In other words, when it comes to income, your GPA may be less important than whether you earn an MBA or an MFA.

Sign up for our free e-newsletter.

Are you on Facebook? Become our fan.

Follow us on Twitter.

Add our news to your site.

Tom Jacobs
Staff writer Tom Jacobs is a veteran journalist with more than 20 years experience at daily newspapers. He has served as a staff writer for The Los Angeles Daily News and the Santa Barbara News-Press. His work has also appeared in The Los Angeles Times, Chicago Tribune, and Ventura County Star.

More From Tom Jacobs

A weekly roundup of the best of Pacific Standard and PSmag.com, delivered straight to your inbox.

Recent Posts

August 22 • 4:00 PM

The Invention of the Illegal Immigrant

It’s only fairly recently that we started to use the term that’s so popular right now.



August 22 • 2:00 PM

What Can U.S. Health Care Learn From the Ebola Outbreak?

A conversation with Jeanine Thomas, patient advocate, active member of ProPublica’s Patient Harm Facebook Community, and founder and president of the MRSA Survivors Network.


August 22 • 1:22 PM

Two Executions and the Unity of Mourning

The recent deaths of Michael Brown and James Foley, while worlds apart, are both emblematic of the necessity for all of us to fight to uphold the sanctity of human dignity and its enduring story.


August 22 • 10:00 AM

Turbo Paul: Art Thief Turned Art Crime Ombudsman

There’s art theft, there’s law enforcement, and, somewhere in between, there’s Turbo Paul.


August 22 • 8:00 AM

When Climate Change Denial Refutes Itself

The world is warming—and record-cold winters are just another symptom.


August 22 • 6:17 AM

The Impossibility of the Night Shift

Many night workers get “shift-work sleep disorder.” And no one knows how to treat it.


August 22 • 6:00 AM

Long Live Short Novels

Christopher Beha’s Arts & Entertainments comes in at less than 300 pages long, which—along with a plot centered on a sex-tape scandal—makes it a uniquely efficient pleasure.


August 22 • 4:00 AM

Why ‘Nature Versus Nurture’ Often Doesn’t Matter

Sometimes it just doesn’t make any sense to try to separate the social and the biological.


August 21 • 4:00 PM

Julie Chen Explains Why She Underwent Westernizing Surgery

The CBS news anchor and television personality’s story proves that cosmetic surgeries aren’t always vanity projects, even if they’re usually portrayed that way.


August 21 • 2:37 PM

How the Brains of Risk-Taking Teens Work

There’s heightened functional connectivity between the brain’s emotion regulator and reason center, according to a recent neuroscience paper.


August 21 • 2:00 PM

Cracking Down on the Use of Restraints in Schools

Federal investigators found that children at two Virginia schools were being regularly pinned down or isolated and that their education was suffering as a result.


August 21 • 12:00 PM

What Makes You So Smart, School Principal?

Noah Davis talks to Evan Glazer about why kids aren’t getting smarter and what his school’s doing in order to change that.



August 21 • 10:00 AM

Why My Neighbors Still Use Dial-Up Internet

It’s not because they want to. It’s because they have no other choice.


August 21 • 8:15 AM

When Mothers Sing, Premature Babies Thrive

Moms willing to serenade pre-term infants help their babies—and themselves.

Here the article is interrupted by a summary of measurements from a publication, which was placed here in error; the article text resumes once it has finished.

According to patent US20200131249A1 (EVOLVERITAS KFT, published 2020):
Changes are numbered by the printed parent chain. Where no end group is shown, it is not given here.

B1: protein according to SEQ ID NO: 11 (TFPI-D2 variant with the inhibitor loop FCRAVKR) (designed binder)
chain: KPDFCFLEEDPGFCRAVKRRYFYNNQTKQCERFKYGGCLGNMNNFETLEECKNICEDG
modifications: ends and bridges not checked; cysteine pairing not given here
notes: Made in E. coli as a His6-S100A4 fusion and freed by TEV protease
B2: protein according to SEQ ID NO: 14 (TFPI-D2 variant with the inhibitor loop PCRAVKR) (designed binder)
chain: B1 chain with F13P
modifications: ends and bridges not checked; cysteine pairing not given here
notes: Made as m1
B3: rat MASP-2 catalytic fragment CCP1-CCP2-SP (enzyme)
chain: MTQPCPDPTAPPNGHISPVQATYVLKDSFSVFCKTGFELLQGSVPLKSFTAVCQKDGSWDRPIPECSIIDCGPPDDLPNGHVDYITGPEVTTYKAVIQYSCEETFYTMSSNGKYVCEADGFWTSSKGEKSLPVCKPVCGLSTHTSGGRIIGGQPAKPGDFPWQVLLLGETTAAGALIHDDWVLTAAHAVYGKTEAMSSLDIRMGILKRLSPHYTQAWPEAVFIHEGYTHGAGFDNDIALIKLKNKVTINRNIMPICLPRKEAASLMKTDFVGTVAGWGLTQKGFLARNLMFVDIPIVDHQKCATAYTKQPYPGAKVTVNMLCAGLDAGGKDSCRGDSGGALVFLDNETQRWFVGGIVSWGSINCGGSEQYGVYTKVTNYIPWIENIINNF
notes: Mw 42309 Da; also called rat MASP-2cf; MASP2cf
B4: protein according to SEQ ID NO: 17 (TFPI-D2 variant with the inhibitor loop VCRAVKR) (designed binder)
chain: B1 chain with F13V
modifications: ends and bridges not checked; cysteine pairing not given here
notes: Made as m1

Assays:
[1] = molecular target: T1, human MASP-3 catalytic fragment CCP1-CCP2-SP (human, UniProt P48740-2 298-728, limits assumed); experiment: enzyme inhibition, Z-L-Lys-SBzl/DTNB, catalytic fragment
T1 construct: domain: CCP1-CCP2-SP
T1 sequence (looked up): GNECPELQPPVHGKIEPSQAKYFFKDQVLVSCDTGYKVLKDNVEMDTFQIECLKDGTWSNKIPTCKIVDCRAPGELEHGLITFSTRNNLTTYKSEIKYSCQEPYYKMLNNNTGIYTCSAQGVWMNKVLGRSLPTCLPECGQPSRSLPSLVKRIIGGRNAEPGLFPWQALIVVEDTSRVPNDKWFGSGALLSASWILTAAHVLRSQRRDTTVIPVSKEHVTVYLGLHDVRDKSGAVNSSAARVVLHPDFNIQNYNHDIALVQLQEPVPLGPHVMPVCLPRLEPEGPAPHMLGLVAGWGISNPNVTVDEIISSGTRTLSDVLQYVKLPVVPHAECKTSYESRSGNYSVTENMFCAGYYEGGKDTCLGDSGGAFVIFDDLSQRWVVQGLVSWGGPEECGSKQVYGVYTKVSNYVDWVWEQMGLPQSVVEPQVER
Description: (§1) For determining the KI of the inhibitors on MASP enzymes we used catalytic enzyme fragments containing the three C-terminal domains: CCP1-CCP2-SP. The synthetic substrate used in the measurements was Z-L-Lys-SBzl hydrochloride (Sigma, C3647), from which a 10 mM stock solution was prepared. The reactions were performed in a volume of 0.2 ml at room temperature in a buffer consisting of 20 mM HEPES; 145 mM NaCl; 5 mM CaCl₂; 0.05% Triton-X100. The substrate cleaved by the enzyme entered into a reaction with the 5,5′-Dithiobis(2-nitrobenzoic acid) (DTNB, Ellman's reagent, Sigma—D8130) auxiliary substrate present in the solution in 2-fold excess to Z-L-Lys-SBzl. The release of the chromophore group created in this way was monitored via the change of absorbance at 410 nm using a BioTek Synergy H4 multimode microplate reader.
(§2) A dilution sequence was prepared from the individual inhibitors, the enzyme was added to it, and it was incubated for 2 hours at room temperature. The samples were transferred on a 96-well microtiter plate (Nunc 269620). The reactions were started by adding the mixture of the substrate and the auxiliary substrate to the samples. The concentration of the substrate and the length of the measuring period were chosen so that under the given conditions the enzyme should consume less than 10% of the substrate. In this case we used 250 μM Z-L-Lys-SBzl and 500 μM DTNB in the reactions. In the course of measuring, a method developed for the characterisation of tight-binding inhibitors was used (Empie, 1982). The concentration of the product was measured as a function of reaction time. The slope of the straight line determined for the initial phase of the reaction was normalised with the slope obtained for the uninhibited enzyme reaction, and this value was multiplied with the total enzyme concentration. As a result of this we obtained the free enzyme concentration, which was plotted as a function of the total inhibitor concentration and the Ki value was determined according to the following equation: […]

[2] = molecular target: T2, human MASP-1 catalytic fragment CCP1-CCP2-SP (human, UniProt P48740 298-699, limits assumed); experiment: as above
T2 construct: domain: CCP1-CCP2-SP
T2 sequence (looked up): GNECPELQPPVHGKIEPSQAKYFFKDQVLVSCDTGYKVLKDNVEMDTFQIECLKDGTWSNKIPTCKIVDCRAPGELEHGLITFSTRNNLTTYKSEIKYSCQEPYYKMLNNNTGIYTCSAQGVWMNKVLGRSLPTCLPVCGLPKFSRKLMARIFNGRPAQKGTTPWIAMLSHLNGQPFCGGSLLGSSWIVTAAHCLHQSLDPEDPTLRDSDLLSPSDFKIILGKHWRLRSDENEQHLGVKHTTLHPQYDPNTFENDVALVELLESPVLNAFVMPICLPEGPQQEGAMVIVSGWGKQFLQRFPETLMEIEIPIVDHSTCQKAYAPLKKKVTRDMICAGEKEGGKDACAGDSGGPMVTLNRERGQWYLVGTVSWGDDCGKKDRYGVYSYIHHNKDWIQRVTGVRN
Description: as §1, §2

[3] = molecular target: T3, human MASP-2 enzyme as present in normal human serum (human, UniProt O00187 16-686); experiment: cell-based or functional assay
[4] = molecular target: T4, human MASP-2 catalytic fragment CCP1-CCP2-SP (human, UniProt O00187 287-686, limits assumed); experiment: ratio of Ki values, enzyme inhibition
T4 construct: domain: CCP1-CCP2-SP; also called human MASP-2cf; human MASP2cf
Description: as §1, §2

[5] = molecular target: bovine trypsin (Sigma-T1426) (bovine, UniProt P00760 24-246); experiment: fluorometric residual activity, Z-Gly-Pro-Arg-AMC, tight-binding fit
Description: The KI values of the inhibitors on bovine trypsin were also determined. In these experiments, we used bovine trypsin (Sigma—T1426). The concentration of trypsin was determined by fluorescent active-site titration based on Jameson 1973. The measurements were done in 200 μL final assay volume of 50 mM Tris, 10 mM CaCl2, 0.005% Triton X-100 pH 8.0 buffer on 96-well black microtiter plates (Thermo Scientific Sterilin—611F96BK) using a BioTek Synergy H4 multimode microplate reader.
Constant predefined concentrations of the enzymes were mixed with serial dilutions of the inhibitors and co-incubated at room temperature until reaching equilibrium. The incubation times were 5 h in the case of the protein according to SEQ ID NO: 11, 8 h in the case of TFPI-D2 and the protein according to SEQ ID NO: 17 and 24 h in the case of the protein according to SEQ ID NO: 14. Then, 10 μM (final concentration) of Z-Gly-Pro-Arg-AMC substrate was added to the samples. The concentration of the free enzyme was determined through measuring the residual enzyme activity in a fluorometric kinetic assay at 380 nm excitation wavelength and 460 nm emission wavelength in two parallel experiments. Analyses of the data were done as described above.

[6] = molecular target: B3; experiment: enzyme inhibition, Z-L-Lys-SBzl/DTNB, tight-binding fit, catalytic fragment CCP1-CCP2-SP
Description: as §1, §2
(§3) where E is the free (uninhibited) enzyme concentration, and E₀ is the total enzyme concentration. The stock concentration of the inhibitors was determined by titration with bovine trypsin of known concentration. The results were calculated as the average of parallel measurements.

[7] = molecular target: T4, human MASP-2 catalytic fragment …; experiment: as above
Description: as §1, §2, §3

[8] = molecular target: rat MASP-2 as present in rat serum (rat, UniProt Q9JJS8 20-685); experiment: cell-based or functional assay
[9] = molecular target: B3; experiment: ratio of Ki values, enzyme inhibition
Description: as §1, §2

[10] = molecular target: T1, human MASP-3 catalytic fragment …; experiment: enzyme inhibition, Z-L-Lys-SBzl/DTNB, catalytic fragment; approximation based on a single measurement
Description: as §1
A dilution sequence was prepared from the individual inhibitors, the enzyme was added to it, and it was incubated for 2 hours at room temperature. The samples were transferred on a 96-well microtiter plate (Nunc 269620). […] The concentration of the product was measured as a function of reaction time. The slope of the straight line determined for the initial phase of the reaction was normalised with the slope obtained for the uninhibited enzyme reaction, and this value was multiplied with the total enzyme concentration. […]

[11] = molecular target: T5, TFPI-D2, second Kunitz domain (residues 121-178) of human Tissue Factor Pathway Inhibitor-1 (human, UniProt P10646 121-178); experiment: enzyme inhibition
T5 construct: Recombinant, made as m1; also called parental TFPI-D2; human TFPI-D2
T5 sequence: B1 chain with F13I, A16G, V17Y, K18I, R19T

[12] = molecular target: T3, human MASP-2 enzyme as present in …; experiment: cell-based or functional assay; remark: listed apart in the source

August 21 • 8:00 AM

To Fight the Obesity Epidemic Americans Will Have to First Recognize That They’re Obese

There is a void in the medical community’s understanding of how families see themselves and understand their weight.


August 21 • 6:33 AM

One Toxic Boss Can Poison the Whole Workplace

Office leaders who bully even just one member of their team harm everyone.


August 21 • 6:00 AM

The Fox News Effect

Whatever you think of its approach, Fox News has created a more conservative Congress and a more polarized electorate, according to a series of recent studies.


August 21 • 4:00 AM

Do Children Help Care for the Family Pet?

Or does mom do it all?


August 20 • 4:00 PM

Why Can’t Conservatives See the Benefits of Affordable Child Care?

Private programs might do a better job of watching our kids than state-run programs, but they’re not accessible to everyone.


August 20 • 2:00 PM

Oil and Gas Companies Are Illegally Using Diesel Fuel in Hundreds of Fracking Operations

An analysis by an environmental group finds hundreds of cases in which drillers used diesel fuel without obtaining permits and sometimes altered records disclosing they had done so.


August 20 • 12:00 PM

The Mystery of Britain’s Alien Big Cats

In a nation where the biggest carnivorous predator is a badger, why are there so many reported sightings of large cats?


August 20 • 10:00 AM

Death Row in Arizona: Where Human Experimentation Is the Rule, Not the Exception

Recent reports show that chemical roulette is the state’s M.O.


August 20 • 9:51 AM

Diversity Is in the Eye of the Beholder

Perception of group diversity depends on the race of the observer and the extent to which they worry about discrimination.


Follow us


The Impossibility of the Night Shift

Many night workers get “shift-work sleep disorder.” And no one knows how to treat it.

How the Brains of Risk-Taking Teens Work

There's heightened functional connectivity between the brain's emotion regulator and reason center, according to a recent neuroscience paper.

When Mothers Sing, Premature Babies Thrive

Moms willing to serenade pre-term infants help their babies—and themselves.

One Toxic Boss Can Poison the Whole Workplace

Office leaders who bully even just one member of their team harm everyone.

Diversity Is in the Eye of the Beholder

Perception of group diversity depends on the race of the observer and the extent to which they worry about discrimination.

The Big One

One in two full-time American fast-food workers' families are enrolled in public assistance programs, at a cost of $7 billion per year. July/August 2014 fast-food-big-one
Subscribe Now

Copyright © 2014 by Pacific Standard and The Miller-McCune Center for Research, Media, and Public Policy. All Rights Reserved.